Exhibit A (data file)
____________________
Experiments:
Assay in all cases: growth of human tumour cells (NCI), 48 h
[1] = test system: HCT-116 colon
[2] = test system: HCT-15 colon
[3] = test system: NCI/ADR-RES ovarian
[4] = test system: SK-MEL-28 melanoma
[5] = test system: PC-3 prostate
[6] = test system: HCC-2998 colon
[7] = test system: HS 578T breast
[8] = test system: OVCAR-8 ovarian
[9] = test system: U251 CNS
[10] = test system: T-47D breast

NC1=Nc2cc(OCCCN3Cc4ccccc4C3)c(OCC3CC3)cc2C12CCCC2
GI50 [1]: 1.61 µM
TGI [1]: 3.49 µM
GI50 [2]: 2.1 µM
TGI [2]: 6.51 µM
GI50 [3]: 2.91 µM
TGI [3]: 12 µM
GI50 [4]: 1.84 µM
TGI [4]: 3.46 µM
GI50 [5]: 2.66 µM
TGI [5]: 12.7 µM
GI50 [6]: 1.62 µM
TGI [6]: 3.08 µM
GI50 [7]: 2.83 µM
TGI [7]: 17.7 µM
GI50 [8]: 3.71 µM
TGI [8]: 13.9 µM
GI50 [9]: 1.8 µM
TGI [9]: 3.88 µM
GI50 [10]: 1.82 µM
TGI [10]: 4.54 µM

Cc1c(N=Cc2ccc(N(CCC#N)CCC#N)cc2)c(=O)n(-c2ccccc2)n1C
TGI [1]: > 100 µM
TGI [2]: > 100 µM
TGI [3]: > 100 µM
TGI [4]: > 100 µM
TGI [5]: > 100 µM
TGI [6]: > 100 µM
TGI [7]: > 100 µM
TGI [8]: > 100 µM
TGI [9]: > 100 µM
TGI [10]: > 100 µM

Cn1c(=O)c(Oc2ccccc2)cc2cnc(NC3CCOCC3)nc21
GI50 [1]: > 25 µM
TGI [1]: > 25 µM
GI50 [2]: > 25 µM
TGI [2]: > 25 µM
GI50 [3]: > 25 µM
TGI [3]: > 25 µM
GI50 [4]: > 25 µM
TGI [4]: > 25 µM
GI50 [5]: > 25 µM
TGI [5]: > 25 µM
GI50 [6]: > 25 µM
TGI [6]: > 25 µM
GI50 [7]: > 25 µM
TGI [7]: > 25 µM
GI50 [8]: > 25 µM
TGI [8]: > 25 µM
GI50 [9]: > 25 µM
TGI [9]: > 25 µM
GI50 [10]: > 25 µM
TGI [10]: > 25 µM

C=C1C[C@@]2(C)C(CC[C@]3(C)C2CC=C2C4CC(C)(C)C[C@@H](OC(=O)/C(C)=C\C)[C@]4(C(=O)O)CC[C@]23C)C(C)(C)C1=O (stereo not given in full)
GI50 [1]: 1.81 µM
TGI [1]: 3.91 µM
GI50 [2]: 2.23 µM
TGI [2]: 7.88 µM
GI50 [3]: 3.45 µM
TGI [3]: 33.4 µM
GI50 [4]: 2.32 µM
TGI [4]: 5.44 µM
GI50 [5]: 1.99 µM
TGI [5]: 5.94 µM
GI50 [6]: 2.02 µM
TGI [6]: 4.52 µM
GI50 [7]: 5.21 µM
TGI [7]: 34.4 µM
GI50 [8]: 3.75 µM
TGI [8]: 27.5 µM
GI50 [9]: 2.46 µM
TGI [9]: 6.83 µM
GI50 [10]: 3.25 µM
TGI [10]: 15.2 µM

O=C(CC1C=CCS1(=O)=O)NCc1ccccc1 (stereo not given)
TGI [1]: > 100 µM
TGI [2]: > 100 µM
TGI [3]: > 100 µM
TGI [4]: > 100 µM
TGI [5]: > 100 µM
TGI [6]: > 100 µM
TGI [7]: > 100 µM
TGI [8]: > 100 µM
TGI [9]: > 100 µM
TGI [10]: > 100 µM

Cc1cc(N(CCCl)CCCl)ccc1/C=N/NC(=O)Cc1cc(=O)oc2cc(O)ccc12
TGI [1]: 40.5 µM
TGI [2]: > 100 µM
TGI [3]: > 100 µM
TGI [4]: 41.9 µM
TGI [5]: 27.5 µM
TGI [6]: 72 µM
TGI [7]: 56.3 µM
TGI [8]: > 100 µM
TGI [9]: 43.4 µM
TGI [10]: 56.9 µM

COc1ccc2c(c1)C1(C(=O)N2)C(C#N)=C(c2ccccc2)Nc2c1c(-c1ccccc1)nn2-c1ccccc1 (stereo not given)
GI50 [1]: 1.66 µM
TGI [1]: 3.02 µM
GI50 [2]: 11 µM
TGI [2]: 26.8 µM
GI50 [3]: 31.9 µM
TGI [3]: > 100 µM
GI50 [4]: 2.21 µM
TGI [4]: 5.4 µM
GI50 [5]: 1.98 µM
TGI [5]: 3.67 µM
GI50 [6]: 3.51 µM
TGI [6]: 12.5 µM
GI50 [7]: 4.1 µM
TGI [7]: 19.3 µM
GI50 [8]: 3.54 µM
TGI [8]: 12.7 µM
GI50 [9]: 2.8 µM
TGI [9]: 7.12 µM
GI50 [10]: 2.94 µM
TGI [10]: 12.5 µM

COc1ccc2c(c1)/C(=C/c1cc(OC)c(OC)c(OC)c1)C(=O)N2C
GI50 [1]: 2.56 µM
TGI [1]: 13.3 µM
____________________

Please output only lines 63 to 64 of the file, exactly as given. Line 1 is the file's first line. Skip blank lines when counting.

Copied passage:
TGI [9]: > 25 µM
GI50 [10]: > 25 µM